Mohan Dei an absolute estate; and further, he allowed Mst.

Mohan Dei to deal with the estate as her own, for she, on her part. also acted on the award and claimed absolute rights in the property assigned to her. She dealt with it on that footing and gifted it in that right to her grandsons, the contesting defendants, on 4th April, 1929. Mutation was effected and Kishan Lal raised no objection. We see then that Brijlal retained possession of property to which he was not entitled for a period of five or six years from 1884 to 1889 or 1890 and induced Mst. Mohan Dei to part with it by representing that he accepted the award and her absolute title to the rest, and after him Kishan Lal and his brother between them enjoyed the benefit of it from 1889 or 1890 down to October 1929 when Mst. Mohan Dei died, that is, for a further forty years, and led Mst. Mohan Dei to believe that they also acknowledged her title to an absolute estate.

We have no doubt that down to that time Kishan Lal was also estopped for the reasons given above. Had he questioned the award and reopened the dispute Mst. Mohan Dei would at once have sued and would then for forty years have obtained the benefit of property from which she was excluded because of her acceptance of the award on the faith of Brijlal’s assertion that he too accepted it. Kishan Lal’s inaction over these years with full knowledge of the facts, as is evident from the deposition of D.W. 2, Dhiyan Singh, whose testimony is uncontradicted, and his acceptance of the estate with all its consequential benefits, unquestionably creates an estoppel in him. This witness tells us that-488 “Kishanlal always accepted this award and acted upon it.” He qualifies this in cross-examination by saying that Kishan Lal had also objected to it but the witness did not know whether that was before or after Mst. Mohan Dei’s death. The documents filed show it was after, so there is no reason why the main portion of his statement which is uncontradicted, and which could have been contradicted, should not be accepted.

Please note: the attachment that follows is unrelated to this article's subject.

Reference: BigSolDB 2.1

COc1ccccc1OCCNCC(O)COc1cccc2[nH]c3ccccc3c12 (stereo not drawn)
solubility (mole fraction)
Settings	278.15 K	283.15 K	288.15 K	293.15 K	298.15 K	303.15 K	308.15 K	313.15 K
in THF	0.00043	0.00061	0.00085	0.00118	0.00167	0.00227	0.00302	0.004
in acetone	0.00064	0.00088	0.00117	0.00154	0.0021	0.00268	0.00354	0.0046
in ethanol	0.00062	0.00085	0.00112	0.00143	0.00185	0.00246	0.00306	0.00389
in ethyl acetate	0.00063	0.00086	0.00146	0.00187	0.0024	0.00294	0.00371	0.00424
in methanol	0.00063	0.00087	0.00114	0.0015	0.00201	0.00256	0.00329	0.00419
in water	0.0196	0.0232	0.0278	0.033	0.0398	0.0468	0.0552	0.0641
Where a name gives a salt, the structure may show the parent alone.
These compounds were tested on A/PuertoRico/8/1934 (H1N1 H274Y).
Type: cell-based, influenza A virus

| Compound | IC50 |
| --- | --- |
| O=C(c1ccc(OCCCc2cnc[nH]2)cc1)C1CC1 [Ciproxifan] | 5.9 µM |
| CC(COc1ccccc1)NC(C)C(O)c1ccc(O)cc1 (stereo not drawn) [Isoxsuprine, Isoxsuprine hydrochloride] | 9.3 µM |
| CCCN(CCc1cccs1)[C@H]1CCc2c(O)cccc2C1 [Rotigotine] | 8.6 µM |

In March, 1929, Mst. Mohan Dei’s son Shri Kishan Das died and Kishan Lal thereupon became the next presumptive reversioner, and in October, 1929, when the reversion opened out the estate vested in him, or rather would have vested in him but for the estoppel. The question therefore is, did he continue to be bound by the estoppel when he assumed a new character on the opening out of the reversion ? We have no doubt he did. The decision of the Judicial Committee which we have just cited, Kanhai Lal v. Brijlal(1), is, we think, clear on that point. Although other reversioners who do not claim through the one who has consented are not bound. the consenting reversioner is estopped. This is beyond dispute when there is an alienation by a limited owner without legal necessity. See Ramgouda Annagouda v. Bhausaheb (2) where the ground of decision was “…….but Annagouda himself being a party to and benefiting by the transaction evidenced thereby was precluded from questioning any part of it.” In our opinion, the same principles apply to a case of the present kind.